Mind you, Disney's "*** Tracy" eventually did earn $103 million. But -- when you factor in the cost of making & then promoting this Warren Beatty vanity project -- this high budget motion picture remained in the red for a good number of years after its initial domestic release. Only after factoring in its foreign ticket sales, what the film earned via pay television as well as its video rentals revenue did "*** Tracy" finally eek out a small profit.

The same rules keep applying, folks. And don't think that just because the Disneyana fan community is suddenly singing the praises of this second "Pirates" flume that's been proposed for Disneyland that this will actually help this proposed attraction get built. The execs who run the Walt Disney Company ... They make decisions about stuff for the parks that are driven by factors that you & I would never consider.

Take -- for example -- this rough concept sketch.

Copyright 1989. The Walt Disney Company

Does the shape of this show building look familiar? It should. It's Epcot's old "Horizons" pavilion. Only -- if you'll look closely at this concept drawing -- you'll see that this old ride-through system for this Future World attraction has been ripped out in favor of a new hands-on sort of attraction.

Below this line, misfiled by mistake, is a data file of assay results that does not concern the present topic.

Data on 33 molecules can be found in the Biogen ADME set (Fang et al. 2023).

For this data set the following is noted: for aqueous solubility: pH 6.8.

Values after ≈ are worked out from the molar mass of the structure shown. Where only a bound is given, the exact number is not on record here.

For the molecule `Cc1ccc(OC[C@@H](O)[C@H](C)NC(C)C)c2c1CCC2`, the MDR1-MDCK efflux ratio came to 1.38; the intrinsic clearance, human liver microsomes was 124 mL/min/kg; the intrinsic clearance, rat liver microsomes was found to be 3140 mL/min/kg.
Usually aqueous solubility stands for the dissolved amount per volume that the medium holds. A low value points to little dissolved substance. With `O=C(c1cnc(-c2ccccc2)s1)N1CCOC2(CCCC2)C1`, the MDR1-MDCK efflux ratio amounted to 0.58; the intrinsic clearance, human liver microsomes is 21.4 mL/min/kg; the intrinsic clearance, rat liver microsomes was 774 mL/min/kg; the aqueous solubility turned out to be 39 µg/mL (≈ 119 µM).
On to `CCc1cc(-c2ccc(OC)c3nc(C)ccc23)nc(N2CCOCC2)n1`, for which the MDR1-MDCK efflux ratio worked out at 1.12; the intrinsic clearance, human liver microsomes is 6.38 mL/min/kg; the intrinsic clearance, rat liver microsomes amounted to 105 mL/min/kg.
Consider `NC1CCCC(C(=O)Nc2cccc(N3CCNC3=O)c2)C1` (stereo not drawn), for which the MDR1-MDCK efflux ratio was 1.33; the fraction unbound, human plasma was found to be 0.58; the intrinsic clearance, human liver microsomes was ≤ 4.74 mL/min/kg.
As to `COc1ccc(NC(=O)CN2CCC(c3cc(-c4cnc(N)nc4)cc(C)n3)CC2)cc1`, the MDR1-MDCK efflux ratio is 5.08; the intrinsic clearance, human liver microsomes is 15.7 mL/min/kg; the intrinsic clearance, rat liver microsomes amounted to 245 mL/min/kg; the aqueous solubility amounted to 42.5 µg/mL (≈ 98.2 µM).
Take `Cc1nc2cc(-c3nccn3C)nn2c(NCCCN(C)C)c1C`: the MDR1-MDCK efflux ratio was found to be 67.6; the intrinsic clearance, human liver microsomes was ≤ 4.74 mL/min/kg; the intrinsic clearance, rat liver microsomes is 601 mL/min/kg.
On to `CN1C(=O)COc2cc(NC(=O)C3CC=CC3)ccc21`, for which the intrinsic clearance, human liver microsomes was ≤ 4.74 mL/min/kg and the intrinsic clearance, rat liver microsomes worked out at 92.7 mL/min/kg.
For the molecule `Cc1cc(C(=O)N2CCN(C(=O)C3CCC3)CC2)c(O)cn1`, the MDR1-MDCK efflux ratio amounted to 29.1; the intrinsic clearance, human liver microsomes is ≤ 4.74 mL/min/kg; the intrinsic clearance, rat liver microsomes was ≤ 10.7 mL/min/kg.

Oh, sure. If you look to the very front of the old "Horizons" show building, you'll see that the Imagineers were considering building a moving-theater-seats attraction as part of this pavilion's new line-up of rides & shows. But -- beyond that -- this radically reworked Future World pavilion was to have become mostly a walk-through experience. One were WDW guests could actively participated in the fun, rather than passively observe the celebration.

"And just what would this new version of "Horizons" have celebrated?," you ask. The wonders of technology.

Copyright 1989. The Walt Disney Company

I know, I know. That sounds like yet another version of "Innoventions." Which it is. But this one would have at least kept all of these exhibits under one roof and strived to give them some sort of unifying theme. It would have undoubtedly been easier on the eyes & the ears than what we have today. Which (to be blunt) is a Disneyified version of the Consumer Electronics Show.

But Disney executives opted not to try & save the old "Horizons" building. Why for? I'm told that it was mostly for tax purposes. That -- were the Walt Disney Company to just tear this Future World pavilion down -- that the corporation would then get a huge tax break which was based on the Mouse's accountants being able to write off the cost of demolishing that show building.

And as for "Mission: Space" and why that show building wound up the way it is ... Well, that's because that was as much of the Future as Compaq was willing to pay for.